Sound too good to be true?
Our Coalition Member implemented a host of changes on January 1, 2017. Here’s a Table comparing the Coalition Member’s 4th quarter 2016 total prescription coverage costs with its 1st quarter 2017 total prescription coverage costs after it implemented our Coalition’s recommendations:
The Coalition Member’s “per employee per month” (PEPM) cost change was even greater between the 4th quarter 2016 and the 1st quarter 2017 – more than 18%:
Comparing costs year to year – from the 1st quarter 2016 to the 1st quarter 2017 – the Coalition Member’s decreased costs were still greater – more than 22%:
If you’re interested in achieving similar savings for your Plan, we’d urge you to review a quick summary of some of the recommendations we made – and this Coalition Member implemented – which we describe below.
Adjusting Copay/Coinsurance Structure
The Coalition tries to help every Coalition Member tweak its copay structure to ensure it’s a good balance between (a) incentivizing Plan Beneficiaries to pay attention to drug costs so they will try to purchase lower-cost drugs, and (b) ensuring Plan Beneficiaries’ incomes are taken into consideration so all Beneficiaries will have access to necessary drugs.
The Coalition Member in this instance slightly adjusted its copay requirements for retail and mail drugs. It also slightly increased its specialty drug requirements by implementing a particularly effective approach, namely coinsurance with a “minimum” and “maximum” payment amount.
For example, for lower cost Specialty Drugs, beneficiaries are now required to pay 20% of the drug cost, with a minimum payment of $100 but a “cap” of $300. For higher-cost Specialty Drugs, the minimum – maximum range is $200 to $600.
Expand Specialty Drug Coupon Use
Our Coalition contract that we negotiated during a 9 month PBM RFP resulted in a cutting-edge PBM contract with the PBM the Coalition ultimately selected – Envision – that enables Coalition Members to take advantage of high-value Specialty Drug coupons to reduce not only Beneficiaries’ costs, but our Coalition Members’ costs as well.
How does this Program work? Since the total cost of any drug is divided between the Beneficiary (via a copayment or coinsurance) and a Plan, if a Plan raises the copay for a specific drug by the value of a coupon, the Plan’s costs decrease by that same amount. If the Plan then requires the Specialty Drug Pharmacy to process the relevant Specialty Drug coupon, the Beneficiary’s copay is reduced back to what it would have been – or even lower (if the coupon states drugs will cost “no more than” a certain amount).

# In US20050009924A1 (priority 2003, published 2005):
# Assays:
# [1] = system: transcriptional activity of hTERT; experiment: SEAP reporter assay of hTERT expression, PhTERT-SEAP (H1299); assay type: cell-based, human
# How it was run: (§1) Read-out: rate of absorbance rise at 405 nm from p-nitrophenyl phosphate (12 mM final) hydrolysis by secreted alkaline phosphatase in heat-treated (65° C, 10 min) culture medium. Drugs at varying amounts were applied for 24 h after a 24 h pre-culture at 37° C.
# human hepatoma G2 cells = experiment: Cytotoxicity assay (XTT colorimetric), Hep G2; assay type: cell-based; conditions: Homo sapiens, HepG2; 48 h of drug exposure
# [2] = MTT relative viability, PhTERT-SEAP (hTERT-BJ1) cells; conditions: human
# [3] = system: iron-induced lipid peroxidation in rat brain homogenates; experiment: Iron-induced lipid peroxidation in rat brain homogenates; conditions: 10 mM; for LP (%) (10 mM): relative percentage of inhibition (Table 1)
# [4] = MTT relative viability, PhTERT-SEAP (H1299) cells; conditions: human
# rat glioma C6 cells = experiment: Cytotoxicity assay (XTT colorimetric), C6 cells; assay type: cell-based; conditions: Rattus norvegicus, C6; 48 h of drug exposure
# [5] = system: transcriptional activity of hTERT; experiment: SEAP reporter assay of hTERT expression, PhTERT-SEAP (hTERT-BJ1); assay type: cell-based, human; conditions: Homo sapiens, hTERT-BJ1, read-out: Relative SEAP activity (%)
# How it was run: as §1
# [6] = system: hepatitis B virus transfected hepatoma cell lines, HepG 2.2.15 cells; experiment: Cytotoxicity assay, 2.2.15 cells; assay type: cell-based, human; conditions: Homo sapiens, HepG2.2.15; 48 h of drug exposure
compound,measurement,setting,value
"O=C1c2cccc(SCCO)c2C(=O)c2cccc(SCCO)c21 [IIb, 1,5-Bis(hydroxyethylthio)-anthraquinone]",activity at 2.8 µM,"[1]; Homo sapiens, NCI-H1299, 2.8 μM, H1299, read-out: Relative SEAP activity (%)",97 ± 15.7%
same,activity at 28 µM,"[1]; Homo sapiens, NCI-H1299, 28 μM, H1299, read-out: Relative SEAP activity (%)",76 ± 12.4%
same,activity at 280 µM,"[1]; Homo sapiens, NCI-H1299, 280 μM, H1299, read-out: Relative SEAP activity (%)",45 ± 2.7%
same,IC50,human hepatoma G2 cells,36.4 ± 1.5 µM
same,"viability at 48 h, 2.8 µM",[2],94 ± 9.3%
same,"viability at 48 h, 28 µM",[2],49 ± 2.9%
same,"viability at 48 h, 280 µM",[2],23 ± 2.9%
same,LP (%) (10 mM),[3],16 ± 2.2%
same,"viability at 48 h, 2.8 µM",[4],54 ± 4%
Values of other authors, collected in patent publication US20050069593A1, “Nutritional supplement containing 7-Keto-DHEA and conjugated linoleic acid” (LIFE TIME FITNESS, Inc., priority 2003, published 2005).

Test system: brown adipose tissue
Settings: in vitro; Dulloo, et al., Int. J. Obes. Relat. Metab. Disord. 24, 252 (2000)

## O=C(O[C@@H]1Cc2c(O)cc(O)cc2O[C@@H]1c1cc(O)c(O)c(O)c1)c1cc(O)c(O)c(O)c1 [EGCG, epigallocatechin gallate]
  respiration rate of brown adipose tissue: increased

Given the obvious win-win, our Coalition had already implemented a Specialty Drug Coupon Copay Program for many Specialty Drugs that had reduced our Coalition Members’ costs significantly. Why? Because several specialty drugs have coupons worth several hundred – or several thousand – dollars per 30 day prescription. On January 1st, we expanded this Program resulting in tens of thousands of dollars of additional savings for this Coalition Member.
Note: Most Plans are prevented by their existing PBM contracts from implementing a Specialty Drug Coupon Copay Program. And many – if not most – PBMs refuse to implement these programs.
Therefore, your Plan may be unable to do so until you can escape your current PBM contract and negotiate a better PBM contract with a different vendor. Alternatively, as soon as you can escape your current contract, you can join a Coalition – like ours – that runs this type of innovative Program. Unfortunately, few Coalitions do.
Customize Your Formulary and Stop Covering Unnecessary Drugs
In several previous Rx Alerts, we’ve described why if you want to control your costs, you need to stop relying on your PBM’s “standard” Formulary and instead customize your own Formulary. Why? Because PBMs have conflicts of interest and often favor higher-cost drugs if manufacturers will pay them enough to do so.
The Coalition Member we’re describing already had a customized 6 tier Formulary in place, with 2 tiers each for Generic Drugs, Brand Drugs and Specialty Drugs and each “tier pair” divided between lower-cost Preferred drugs and higher-cost Non-Preferred drugs.
To ensure greater savings as of January 1st, our Coalition – and Envision – invested the time and resources to review every drug and reassign tiers based on price changes that had occurred during the year.
The Coalition also recommended that the Coalition Member stop covering numerous high-cost unnecessary drugs.
Prescription Drugs with Over-the-Counter Substitutes
For starters, we explained why it doesn’t make sense to provide coverage for certain prescription drugs that have numerous over-the-counter substitutes available. Currently, there are at least three different therapeutic categories where substantial savings can be obtained by blocking the prescription drugs and having your Beneficiaries use OTC substitutes: (i) proton pump inhibitors (use OTCs like Nexium and Prilosec); (ii) nasal steroids (use OTCs like Flonase and Nasacort); and (iii) non-sedating antihistamines (use OTCs like Claritin and Zyrtec).
We also explained why it makes no sense to cover very high-cost “combo” drugs, like Duexis and Vimovo, given that these drugs are nothing but “convenience drugs” that combine an OTC proton pump inhibitor (like Nexium) and an OTC NSAID (like Aleve). Does your Plan really want to pay $800 to $1200 for just one 30 day script of Duexis or Vimovo when your members can obtain the OTCs separately for about $20 for the same period?